As described in connection with scale 20, the d.c. output signal voltages developed by load cells 75 will be proportional to the load applied to platform 72 and also the weight of platform 72 and any other scale parts acting on the assembly of load cells 75. Scale 22 is therefore provided with a dead weight tare adjustment comprising a potientiometer 106 which is the same as the potientiometer 98; like reference numerals suffixed by the letter a" being applied to designate like components in potientiometer 106.

The d.c. signal voltage impressed on wiper 100a is applied to summing junction 96a along with the signal voltages developed by load cells 75. Wiper 100a is mechanically connected to knob 42. The signal voltage applied by potientiometer 106 to summing junction 96a will be opposite in sign to the like signs of the signal voltages applied by load cells 75 to summing junction 96a. Wiper 100a is adjusted to offset or tare out the weight of scale parts acting on the assembly of load cells 75 to thereby provide a substantially zero signal voltage at the output of circuit 78. Thus, the d.c. signal voltage at the output of circuit 78 will be proportional to the weight of the load placed on platform 72 of sample scale 22.

With continued reference to FIG. 2, the tare adjustment associated with gross scale comprises a potientiometer 110 having a wiper or arm 112 which is mechanically connected to knob 46 for adjustment along a resistor 114. Resistor 114 is connected across a suitable source of d.c. power as shown. The d.c. signal voltage on wiper 112 is applied through switch 53 to summing junction 96 with a polarity that is the same as that of the signal voltage supplied by potientiometer .98. Thus, by adjustment of potientiometer 110, the output signal voltage developed by circuit 76 may selectively be reduced by a magnitude corresponding -to the weight of a tote bin or other parts container on platform 70. The output signal voltage developed by circuit 76 will therefore be proportional to the weight of pieces placed in a parts container on platform 70 of the gross scale 20.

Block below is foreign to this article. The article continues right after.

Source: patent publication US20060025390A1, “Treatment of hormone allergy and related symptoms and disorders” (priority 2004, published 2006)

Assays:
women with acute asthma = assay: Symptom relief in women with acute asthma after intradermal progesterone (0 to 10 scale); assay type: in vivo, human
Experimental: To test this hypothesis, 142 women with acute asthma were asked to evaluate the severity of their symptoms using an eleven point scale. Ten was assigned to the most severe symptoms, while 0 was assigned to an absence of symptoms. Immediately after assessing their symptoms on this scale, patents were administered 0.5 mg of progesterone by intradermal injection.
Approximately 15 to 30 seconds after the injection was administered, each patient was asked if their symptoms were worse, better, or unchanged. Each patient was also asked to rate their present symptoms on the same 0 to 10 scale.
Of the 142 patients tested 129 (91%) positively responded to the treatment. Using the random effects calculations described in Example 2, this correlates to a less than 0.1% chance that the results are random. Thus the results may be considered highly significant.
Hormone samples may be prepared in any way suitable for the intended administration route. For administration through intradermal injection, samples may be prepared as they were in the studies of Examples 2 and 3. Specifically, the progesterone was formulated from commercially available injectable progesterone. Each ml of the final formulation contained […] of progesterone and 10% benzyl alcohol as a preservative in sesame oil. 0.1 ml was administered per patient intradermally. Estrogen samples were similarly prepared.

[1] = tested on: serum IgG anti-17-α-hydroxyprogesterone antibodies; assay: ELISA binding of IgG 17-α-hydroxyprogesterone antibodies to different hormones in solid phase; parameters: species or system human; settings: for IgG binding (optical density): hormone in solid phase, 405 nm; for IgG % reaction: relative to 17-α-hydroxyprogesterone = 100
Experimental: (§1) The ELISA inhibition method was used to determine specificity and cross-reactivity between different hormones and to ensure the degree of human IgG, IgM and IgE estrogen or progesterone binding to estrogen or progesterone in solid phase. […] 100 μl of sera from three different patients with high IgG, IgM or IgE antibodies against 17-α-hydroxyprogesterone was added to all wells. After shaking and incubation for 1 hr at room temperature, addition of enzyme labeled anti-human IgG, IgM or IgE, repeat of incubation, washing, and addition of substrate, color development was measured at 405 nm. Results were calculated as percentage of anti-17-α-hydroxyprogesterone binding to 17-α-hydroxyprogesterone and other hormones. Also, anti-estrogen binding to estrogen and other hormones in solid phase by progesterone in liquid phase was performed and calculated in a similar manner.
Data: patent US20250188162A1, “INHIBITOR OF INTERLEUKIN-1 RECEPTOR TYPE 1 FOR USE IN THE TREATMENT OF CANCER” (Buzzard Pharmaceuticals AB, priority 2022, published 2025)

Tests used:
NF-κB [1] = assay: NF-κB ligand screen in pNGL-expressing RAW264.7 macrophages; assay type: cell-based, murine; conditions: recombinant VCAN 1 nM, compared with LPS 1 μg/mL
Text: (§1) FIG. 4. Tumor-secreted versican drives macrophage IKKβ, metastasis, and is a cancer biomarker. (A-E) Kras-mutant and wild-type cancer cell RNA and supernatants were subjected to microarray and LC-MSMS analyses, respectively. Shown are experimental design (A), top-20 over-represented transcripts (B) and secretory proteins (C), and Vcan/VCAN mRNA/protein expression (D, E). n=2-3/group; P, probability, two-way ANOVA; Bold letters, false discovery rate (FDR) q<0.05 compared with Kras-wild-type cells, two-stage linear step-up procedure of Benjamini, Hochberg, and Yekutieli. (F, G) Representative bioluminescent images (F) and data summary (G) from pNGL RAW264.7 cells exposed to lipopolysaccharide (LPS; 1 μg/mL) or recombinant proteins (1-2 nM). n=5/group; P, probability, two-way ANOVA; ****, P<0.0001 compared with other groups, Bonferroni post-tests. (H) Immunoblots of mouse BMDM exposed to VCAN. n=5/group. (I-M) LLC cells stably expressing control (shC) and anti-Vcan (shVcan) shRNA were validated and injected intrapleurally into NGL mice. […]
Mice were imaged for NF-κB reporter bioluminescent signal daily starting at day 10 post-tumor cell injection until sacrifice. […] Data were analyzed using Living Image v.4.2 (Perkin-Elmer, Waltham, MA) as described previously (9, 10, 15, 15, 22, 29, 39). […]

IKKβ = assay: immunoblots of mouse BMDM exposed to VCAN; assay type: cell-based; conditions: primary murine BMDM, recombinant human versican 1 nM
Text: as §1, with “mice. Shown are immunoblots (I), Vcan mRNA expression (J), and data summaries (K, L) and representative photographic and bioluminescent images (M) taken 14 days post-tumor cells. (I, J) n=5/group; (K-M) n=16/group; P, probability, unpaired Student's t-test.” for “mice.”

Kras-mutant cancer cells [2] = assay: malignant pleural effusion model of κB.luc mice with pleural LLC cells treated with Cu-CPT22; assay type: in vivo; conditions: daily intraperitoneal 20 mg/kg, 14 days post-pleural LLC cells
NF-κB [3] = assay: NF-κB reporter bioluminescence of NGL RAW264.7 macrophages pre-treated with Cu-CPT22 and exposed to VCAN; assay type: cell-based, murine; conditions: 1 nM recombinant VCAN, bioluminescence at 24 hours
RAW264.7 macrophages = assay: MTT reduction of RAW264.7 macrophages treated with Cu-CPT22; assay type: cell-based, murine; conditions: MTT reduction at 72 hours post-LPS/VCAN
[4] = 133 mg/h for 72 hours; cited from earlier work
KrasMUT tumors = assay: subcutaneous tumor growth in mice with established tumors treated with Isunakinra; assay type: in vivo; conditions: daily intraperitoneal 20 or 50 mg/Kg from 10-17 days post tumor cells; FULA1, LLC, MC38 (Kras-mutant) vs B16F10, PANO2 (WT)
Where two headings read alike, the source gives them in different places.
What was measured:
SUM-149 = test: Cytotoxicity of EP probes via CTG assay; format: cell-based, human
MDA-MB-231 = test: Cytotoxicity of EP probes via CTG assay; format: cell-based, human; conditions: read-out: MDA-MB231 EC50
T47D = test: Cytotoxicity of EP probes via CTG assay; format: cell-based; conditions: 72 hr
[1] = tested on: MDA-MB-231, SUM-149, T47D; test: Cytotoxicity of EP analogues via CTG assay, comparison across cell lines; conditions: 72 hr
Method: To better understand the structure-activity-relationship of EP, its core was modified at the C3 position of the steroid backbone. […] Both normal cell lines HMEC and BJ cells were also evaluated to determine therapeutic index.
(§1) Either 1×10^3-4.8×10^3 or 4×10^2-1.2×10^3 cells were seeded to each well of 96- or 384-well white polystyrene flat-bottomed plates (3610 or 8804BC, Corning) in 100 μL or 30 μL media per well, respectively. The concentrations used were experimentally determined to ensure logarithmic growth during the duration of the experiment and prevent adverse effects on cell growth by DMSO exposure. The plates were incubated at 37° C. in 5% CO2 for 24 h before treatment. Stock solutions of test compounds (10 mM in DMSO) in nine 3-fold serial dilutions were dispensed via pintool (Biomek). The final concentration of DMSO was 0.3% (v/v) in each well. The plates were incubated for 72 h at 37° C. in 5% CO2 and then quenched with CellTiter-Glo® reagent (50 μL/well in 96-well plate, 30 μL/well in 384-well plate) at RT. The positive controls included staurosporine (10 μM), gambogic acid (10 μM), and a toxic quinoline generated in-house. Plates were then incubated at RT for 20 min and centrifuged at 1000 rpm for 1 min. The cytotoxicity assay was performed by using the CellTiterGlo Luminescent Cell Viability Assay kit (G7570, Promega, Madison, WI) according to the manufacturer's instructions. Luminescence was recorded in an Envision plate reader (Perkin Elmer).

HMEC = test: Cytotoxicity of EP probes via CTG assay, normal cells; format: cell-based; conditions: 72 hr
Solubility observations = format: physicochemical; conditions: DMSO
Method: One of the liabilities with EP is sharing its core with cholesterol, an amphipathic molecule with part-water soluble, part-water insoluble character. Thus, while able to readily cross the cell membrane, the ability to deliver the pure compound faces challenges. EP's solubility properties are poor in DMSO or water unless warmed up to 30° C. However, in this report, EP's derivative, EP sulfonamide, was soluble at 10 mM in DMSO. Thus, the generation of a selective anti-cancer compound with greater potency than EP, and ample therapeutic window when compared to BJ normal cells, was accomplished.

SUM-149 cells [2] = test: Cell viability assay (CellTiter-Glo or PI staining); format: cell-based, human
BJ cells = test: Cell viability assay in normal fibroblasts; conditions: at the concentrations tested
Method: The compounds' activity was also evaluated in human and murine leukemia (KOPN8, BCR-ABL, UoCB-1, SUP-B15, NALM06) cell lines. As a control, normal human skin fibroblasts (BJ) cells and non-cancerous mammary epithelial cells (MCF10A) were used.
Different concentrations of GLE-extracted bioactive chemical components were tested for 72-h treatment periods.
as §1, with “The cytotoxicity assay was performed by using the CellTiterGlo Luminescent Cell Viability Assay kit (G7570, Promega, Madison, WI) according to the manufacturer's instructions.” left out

As described in detail in the previously identified copending application Ser. No. 59,259, switch 53, when in its illustrated position, electrically connects wiper 112 to summing junction 96 with the result that the output signal developed by circuit 76 will be proportional to the weight of pieces in a container on platform 70. By selectively actuating switch 53 to its unillustrated position potientiometer 112 will be electrically disconnected from summing junction 96 to remove the tare signal voltage developed by potientiometer 110 from summing junction 96. As a result, the output signal voltage developed by circuit 76 will be the gross weight or, more particularly, the sum of the weights of the container and the parts in the container on platform 70.